The work on the first part, making the old -webkit- prefixed properties to use the new standard names, has been already completed by Oriol and it is going to be included in the upcoming release of Chromium 69.

In addition to the Chromium work Oriol has just started to do this on WebKit too. Work is on early stages here but hopefully things will move forward in parallel to the Chromium stuff.

Adding support for the rest

Next step was to add support for the new stuff behind an experimental flag. This work is ongoing and you can check the current status in the latest Canary enabling the Experimental Web Platform features flag.

So far Oriol has added support for a bunch of shorthands and the flow-relative offset properties. You can follow the work in issue #850004 in Chromium bug tracker.

We will talk more about this in a future blog post once this task is completed and the new logical properties and values are shipped.


Of course testing is a key part of all these tasks, and web-platform-tests (WPT) repository plays a fundamental role to ensure interoperability between the different implementations. Like we have been doing in Igalia lately in all our developments we used WPT as the primary place to store all the tests related to this work.

Oriol has been creating tests in WPT to cover all these features. Initial tests were based in the ones already available in Firefox and modified them to adapt to the rest of stuff that needs to be checked.

Note that in Chromium all the sideways writing modes test cases are failing as there is no support for sideways in Chromium yet.

Plans for the future

As explained before, this is an ongoing task but we already have some extra plans for it. These are some of the tasks (in no particular order) that we would like to do in the coming months:

  • Complete the implementation of CSS Logical Properties and Values in Chromium. This was explained in the previous point and is moving forward at a good pace.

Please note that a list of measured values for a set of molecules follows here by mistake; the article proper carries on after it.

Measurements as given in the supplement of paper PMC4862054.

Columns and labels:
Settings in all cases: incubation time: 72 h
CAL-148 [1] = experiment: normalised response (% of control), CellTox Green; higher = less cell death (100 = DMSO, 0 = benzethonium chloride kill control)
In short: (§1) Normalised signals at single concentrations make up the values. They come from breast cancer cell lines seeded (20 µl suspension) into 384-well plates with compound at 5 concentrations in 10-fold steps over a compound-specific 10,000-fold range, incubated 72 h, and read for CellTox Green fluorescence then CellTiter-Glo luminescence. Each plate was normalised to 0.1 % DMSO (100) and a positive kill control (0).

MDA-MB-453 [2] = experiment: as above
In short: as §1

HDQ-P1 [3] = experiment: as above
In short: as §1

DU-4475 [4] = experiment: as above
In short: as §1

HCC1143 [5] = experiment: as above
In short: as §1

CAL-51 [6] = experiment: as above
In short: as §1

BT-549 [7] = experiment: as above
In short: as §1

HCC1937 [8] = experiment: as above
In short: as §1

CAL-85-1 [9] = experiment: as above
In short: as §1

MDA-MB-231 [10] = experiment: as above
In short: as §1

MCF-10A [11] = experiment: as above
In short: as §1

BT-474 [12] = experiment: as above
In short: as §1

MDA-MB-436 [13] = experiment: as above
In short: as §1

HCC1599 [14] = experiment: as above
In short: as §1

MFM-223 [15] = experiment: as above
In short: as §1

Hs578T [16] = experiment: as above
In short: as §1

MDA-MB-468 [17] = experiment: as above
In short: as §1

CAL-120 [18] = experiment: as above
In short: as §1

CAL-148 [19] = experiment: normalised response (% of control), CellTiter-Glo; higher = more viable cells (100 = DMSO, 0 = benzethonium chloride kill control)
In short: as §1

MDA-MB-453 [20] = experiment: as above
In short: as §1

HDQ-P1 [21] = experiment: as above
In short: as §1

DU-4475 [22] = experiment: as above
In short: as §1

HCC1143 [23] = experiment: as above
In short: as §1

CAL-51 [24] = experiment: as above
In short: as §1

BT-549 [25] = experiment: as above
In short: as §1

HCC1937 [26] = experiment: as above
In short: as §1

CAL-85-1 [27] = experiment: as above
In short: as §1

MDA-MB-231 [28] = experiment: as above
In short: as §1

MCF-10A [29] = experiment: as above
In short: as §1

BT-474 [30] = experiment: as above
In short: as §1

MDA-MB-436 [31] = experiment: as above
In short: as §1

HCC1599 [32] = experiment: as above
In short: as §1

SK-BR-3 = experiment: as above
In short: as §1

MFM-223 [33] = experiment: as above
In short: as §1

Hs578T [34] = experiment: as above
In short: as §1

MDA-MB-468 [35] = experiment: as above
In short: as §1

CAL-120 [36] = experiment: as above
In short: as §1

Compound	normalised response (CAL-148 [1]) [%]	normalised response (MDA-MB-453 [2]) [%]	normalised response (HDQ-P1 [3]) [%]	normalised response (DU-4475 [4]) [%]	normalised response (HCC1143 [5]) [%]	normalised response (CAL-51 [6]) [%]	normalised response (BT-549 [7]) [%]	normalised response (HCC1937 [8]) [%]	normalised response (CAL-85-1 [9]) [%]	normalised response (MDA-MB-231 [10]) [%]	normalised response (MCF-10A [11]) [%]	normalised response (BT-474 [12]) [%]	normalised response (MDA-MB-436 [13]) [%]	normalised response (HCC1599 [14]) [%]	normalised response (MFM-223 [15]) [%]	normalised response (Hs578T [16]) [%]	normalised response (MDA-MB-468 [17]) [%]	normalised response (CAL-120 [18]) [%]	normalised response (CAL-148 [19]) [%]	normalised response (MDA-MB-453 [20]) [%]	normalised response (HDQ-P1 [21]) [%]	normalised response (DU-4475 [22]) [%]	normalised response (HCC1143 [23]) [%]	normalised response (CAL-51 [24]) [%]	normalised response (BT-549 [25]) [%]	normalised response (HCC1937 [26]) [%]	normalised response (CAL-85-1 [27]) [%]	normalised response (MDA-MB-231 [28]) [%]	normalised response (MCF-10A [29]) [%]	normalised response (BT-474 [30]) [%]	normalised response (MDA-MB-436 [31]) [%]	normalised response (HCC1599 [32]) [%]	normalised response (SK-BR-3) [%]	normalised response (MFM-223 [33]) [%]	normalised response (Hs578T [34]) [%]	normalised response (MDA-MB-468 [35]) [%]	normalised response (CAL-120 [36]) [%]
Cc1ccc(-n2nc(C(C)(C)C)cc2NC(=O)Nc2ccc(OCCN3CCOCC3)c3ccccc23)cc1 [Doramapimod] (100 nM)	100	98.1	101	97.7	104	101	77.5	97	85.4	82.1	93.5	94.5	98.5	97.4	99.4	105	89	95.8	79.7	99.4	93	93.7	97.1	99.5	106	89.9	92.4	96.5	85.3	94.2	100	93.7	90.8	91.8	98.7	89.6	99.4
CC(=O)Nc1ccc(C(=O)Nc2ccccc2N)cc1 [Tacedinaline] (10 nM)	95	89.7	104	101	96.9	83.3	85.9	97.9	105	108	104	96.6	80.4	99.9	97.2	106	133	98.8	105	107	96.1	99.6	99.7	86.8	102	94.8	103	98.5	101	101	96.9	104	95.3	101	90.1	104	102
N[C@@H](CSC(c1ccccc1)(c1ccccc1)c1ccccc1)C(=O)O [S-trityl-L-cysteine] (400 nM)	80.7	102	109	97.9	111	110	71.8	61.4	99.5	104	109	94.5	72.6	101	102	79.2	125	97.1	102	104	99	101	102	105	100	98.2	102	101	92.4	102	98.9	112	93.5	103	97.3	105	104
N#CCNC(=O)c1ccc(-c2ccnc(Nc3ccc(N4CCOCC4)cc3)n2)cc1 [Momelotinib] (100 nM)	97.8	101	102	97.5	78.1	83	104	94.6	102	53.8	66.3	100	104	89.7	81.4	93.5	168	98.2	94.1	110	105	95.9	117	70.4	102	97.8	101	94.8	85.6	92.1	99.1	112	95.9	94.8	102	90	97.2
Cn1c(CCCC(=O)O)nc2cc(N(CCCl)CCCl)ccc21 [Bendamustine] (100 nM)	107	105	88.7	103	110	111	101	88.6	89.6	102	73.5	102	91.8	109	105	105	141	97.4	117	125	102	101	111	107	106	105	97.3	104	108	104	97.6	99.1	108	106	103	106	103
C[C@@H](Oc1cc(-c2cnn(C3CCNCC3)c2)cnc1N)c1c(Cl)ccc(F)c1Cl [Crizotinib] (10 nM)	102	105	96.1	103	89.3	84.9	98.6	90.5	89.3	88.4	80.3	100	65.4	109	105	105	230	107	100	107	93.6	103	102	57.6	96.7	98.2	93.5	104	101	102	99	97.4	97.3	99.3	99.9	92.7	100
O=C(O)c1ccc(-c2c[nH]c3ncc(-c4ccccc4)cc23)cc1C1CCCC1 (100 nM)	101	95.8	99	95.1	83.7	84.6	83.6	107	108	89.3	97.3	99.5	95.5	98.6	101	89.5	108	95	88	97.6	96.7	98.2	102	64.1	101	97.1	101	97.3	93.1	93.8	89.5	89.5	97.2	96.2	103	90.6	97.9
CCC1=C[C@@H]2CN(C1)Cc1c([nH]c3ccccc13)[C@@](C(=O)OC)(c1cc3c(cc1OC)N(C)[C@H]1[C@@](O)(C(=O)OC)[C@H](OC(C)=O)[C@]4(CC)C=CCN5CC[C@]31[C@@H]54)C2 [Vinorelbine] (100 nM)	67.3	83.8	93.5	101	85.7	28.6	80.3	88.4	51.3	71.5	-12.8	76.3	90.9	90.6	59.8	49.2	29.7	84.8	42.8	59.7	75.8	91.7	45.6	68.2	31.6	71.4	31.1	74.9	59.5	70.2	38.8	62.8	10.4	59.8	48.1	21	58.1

• Get rid of usage of -webkit- prefixed properties in Chromium source code. Oriol has also started this task and is currently work in progress.
  • Deprecate and remove the -webkit- prefixed properties. It still too early for that but we will keep an eye on the metrics and do it once usage has decreased.
  • Implement it in WebKit too, first by unprefixing the current properties (which has been already started) and later continuing with the new things. It would be really nice if WebKit follows Chromium on this. Edge also has plans to add support for this spec, so that would make logical properties and values available in all the major browsers.

Wrap up

Oriol has been doing a good job here as part of his Igalia Coding Experience. Apart from all the new stuff that is landing in Chromium, he has also been fixing some related bugs.

We have just started the WebKit tasks, but we hope all this work can be part of future Chromium and Safari releases in the short term.

And that is all for now, we will keep you posted! 😉

August 07, 2018 10:00 PM

July 31, 2018

Thibault Saunier

WebKitGTK and WPE gain WebRTC support back!

WebRTC is a w3c draft protocol that “enables rich, high-quality RTP applications to be developed for the browser, mobile platforms, and IoT devices, and allow them all to communicate via a common set of protocols”. The protocol is mainly used to provide video conferencing systems from within web browsers. running in WebKitGTK running in WebKitGTK